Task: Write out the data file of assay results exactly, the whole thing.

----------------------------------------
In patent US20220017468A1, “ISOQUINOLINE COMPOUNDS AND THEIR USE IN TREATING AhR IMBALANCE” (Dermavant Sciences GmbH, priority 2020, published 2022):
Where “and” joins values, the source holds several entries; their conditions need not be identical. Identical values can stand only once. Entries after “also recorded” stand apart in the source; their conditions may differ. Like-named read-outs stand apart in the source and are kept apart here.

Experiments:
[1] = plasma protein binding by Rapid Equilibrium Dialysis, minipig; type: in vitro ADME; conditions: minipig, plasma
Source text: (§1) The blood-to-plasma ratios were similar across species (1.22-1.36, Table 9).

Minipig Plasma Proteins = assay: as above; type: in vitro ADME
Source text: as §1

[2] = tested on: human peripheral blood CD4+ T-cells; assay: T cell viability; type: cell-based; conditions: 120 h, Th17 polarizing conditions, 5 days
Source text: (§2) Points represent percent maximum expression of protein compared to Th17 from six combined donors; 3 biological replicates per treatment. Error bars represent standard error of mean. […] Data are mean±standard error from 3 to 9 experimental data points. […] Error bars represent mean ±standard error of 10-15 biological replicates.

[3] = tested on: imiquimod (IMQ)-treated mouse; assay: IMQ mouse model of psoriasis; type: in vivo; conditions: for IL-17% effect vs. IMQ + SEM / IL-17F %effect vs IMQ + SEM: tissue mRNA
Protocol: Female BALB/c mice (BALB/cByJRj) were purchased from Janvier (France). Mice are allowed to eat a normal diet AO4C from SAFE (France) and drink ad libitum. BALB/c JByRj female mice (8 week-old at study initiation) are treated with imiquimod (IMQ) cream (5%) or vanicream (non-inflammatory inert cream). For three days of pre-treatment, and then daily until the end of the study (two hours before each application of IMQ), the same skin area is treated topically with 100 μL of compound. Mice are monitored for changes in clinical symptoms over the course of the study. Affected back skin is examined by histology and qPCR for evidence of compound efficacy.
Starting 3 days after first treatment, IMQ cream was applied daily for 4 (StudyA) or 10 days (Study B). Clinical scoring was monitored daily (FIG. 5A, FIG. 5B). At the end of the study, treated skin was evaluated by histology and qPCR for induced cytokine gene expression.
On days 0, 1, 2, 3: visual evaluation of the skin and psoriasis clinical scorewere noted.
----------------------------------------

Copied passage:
In patent US20220017468A1, “ISOQUINOLINE COMPOUNDS AND THEIR USE IN TREATING AhR IMBALANCE” (Dermavant Sciences GmbH, priority 2020, published 2022):
Where “and” joins values, the source holds several entries; their conditions need not be identical. Identical values can stand only once. Entries after “also recorded” stand apart in the source; their conditions may differ. Like-named read-outs stand apart in the source and are kept apart here.

Experiments:
[1] = plasma protein binding by Rapid Equilibrium Dialysis, minipig; type: in vitro ADME; conditions: minipig, plasma
Source text: (§1) The blood-to-plasma ratios were similar across species (1.22-1.36, Table 9).

Minipig Plasma Proteins = assay: as above; type: in vitro ADME
Source text: as §1

[2] = tested on: human peripheral blood CD4+ T-cells; assay: T cell viability; type: cell-based; conditions: 120 h, Th17 polarizing conditions, 5 days
Source text: (§2) Points represent percent maximum expression of protein compared to Th17 from six combined donors; 3 biological replicates per treatment. Error bars represent standard error of mean. […] Data are mean±standard error from 3 to 9 experimental data points. […] Error bars represent mean ±standard error of 10-15 biological replicates.

[3] = tested on: imiquimod (IMQ)-treated mouse; assay: IMQ mouse model of psoriasis; type: in vivo; conditions: for IL-17% effect vs. IMQ + SEM / IL-17F %effect vs IMQ + SEM: tissue mRNA
Protocol: Female BALB/c mice (BALB/cByJRj) were purchased from Janvier (France). Mice are allowed to eat a normal diet AO4C from SAFE (France) and drink ad libitum. BALB/c JByRj female mice (8 week-old at study initiation) are treated with imiquimod (IMQ) cream (5%) or vanicream (non-inflammatory inert cream). For three days of pre-treatment, and then daily until the end of the study (two hours before each application of IMQ), the same skin area is treated topically with 100 μL of compound. Mice are monitored for changes in clinical symptoms over the course of the study. Affected back skin is examined by histology and qPCR for evidence of compound efficacy.
Starting 3 days after first treatment, IMQ cream was applied daily for 4 (StudyA) or 10 days (Study B). Clinical scoring was monitored daily (FIG. 5A, FIG. 5B). At the end of the study, treated skin was evaluated by histology and qPCR for induced cytokine gene expression.
On days 0, 1, 2, 3: visual evaluation of the skin and psoriasis clinical scorewere noted.